We've had plenty to say about the way the national press has downplayed -- when it wasn't busy ignoring -- the Downing Street Memo. So we'd be remiss this morning if we didn't note Glenn Frankel's long Downing Street piece on the front page of today's Washington Post.
Frankel's report deals mostly with the British half of the equation and thus does little in the way of investigating the core allegations set forth in the minutes from the July 2002 meeting between Tony Blair and his top advisors. But given the barren journalistic landscape so far, the Post piece is still a must-read.
"Critics of the Bush administration contend the documents -- including the now-famous Downing Street Memo of July 23, 2002 -- constitute proof that Bush made the decision to go to war at least eight months before it began, and that the subsequent diplomatic campaign at the United Nations was a charade, designed to convince the public that war was necessary, rather than an attempt to resolve the crisis peacefully. They contend the documents have not received the attention they deserve.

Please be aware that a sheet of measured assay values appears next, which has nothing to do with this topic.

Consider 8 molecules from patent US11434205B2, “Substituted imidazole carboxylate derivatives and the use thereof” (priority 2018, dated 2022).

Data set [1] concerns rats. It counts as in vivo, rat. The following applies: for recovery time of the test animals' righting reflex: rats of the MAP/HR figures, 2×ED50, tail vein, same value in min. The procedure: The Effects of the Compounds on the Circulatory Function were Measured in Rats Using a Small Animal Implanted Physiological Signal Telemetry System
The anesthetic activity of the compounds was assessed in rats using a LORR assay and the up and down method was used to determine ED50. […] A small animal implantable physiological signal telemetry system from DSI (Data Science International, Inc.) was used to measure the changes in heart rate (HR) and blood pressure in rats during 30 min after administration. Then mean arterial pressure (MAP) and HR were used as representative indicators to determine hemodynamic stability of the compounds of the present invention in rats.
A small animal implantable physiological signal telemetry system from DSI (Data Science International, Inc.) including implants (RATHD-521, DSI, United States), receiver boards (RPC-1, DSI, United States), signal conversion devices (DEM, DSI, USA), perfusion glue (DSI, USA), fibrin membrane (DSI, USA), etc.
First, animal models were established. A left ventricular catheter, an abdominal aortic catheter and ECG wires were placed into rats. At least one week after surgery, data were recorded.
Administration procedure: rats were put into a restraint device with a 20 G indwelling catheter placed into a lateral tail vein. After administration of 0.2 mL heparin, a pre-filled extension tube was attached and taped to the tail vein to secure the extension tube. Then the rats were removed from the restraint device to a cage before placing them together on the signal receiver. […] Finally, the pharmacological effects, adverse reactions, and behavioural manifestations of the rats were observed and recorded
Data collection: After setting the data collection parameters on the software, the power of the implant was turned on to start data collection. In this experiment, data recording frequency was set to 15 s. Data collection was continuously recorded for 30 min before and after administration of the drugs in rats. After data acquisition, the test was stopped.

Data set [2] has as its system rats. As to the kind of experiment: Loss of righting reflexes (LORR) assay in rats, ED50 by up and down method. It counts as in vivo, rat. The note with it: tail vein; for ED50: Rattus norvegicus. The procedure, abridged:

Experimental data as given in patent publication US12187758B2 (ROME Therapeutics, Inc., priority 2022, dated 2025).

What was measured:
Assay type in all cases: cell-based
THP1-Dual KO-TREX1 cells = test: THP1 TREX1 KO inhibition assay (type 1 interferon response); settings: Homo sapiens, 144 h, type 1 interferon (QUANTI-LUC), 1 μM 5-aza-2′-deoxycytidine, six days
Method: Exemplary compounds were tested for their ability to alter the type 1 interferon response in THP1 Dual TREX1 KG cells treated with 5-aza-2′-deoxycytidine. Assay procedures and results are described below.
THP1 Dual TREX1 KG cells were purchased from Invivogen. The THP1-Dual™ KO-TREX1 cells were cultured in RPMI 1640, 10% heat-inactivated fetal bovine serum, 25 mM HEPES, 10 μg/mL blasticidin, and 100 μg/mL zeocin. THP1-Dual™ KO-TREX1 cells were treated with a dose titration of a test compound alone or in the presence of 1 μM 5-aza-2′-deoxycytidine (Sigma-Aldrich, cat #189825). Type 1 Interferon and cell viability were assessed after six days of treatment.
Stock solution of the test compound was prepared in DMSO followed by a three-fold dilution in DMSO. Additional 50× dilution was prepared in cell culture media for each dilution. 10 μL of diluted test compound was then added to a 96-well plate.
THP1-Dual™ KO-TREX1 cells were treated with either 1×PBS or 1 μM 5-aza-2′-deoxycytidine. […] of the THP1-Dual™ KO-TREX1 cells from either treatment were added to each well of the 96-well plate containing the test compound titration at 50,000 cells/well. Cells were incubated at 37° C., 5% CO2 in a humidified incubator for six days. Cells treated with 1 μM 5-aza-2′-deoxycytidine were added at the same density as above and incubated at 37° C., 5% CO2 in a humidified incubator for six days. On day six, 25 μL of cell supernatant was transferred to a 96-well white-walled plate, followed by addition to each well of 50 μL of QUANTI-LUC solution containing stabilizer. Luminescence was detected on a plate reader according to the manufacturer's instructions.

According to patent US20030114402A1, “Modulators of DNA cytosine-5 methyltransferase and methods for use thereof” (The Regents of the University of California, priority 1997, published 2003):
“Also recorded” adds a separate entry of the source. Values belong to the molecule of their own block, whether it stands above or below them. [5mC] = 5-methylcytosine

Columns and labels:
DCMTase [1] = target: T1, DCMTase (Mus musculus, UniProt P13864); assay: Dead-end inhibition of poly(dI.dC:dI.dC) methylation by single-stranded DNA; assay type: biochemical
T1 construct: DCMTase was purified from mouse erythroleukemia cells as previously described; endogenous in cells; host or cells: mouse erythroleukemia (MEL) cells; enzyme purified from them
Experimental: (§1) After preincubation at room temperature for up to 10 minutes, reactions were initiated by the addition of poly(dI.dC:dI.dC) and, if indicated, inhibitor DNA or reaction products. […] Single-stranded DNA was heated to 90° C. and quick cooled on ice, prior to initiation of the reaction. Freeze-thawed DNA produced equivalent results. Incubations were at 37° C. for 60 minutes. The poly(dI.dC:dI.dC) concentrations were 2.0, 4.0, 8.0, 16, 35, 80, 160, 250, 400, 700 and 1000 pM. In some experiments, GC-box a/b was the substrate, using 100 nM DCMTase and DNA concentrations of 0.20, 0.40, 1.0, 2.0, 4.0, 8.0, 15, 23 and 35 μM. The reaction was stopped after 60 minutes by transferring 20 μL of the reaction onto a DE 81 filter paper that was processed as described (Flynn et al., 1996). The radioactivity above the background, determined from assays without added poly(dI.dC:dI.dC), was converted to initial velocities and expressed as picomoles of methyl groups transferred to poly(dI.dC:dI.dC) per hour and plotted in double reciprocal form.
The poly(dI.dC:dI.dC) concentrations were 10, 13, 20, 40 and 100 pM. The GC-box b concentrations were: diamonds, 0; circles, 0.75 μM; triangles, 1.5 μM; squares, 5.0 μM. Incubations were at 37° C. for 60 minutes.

"Supporters of the administration contend, by contrast, that the memos add little or nothing to what is already publicly known about the run-up to the war and even help show that the British officials genuinely believed Iraq had weapons of mass destruction. They say that opponents of Bush and Blair are distorting the documents' meaning in order to attack both men politically.
"But beyond the question of whether they constitute a so-called smoking gun of evidence against the White House, the memos offer an intriguing look at what the top officials of the United States' chief ally were thinking, doing and fearing in the months before the war. "